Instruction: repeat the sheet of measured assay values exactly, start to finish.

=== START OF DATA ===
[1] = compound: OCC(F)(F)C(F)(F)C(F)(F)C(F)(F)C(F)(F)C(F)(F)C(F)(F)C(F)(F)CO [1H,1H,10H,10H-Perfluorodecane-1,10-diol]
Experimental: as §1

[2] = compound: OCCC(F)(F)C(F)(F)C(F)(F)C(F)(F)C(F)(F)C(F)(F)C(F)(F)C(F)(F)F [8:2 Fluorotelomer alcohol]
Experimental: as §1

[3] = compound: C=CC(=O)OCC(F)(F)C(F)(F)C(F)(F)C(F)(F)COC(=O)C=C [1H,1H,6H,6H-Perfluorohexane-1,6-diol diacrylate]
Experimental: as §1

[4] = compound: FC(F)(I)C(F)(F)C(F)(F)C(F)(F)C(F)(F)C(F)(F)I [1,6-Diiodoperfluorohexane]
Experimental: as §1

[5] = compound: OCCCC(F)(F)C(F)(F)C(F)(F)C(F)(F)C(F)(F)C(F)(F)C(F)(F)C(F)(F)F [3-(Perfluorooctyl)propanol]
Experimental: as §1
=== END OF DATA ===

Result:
[1] = compound: OCC(F)(F)C(F)(F)C(F)(F)C(F)(F)C(F)(F)C(F)(F)C(F)(F)C(F)(F)CO [1H,1H,10H,10H-Perfluorodecane-1,10-diol]
Experimental: as §1

[2] = compound: OCCC(F)(F)C(F)(F)C(F)(F)C(F)(F)C(F)(F)C(F)(F)C(F)(F)C(F)(F)F [8:2 Fluorotelomer alcohol]
Experimental: as §1

[3] = compound: C=CC(=O)OCC(F)(F)C(F)(F)C(F)(F)C(F)(F)COC(=O)C=C [1H,1H,6H,6H-Perfluorohexane-1,6-diol diacrylate]
Experimental: as §1

[4] = compound: FC(F)(I)C(F)(F)C(F)(F)C(F)(F)C(F)(F)C(F)(F)I [1,6-Diiodoperfluorohexane]
Experimental: as §1

[5] = compound: OCCCC(F)(F)C(F)(F)C(F)(F)C(F)(F)C(F)(F)C(F)(F)C(F)(F)C(F)(F)F [3-(Perfluorooctyl)propanol]
Experimental: as §1